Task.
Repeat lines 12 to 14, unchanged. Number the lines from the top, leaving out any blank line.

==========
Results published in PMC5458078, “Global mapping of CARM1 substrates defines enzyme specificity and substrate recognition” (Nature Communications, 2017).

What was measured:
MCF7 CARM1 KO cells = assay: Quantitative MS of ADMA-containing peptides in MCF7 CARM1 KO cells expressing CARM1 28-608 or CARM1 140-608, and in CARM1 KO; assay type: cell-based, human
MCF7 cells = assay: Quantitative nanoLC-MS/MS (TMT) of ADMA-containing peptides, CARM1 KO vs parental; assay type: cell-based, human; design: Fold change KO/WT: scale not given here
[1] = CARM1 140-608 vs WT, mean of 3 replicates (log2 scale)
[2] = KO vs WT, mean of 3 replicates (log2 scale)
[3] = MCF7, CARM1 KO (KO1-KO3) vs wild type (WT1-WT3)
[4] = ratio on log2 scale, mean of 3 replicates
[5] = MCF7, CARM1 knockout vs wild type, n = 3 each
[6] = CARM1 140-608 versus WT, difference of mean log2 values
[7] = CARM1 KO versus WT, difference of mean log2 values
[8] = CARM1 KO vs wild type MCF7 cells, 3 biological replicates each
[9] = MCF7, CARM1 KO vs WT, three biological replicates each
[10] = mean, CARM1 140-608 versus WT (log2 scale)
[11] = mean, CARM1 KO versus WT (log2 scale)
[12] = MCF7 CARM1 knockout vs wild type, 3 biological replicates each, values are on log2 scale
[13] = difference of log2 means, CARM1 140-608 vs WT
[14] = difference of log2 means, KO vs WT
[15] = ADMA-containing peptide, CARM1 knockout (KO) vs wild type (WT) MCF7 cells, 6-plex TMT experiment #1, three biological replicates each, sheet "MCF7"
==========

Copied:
[8] = CARM1 KO vs wild type MCF7 cells, 3 biological replicates each
[9] = MCF7, CARM1 KO vs WT, three biological replicates each
[10] = mean, CARM1 140-608 versus WT (log2 scale)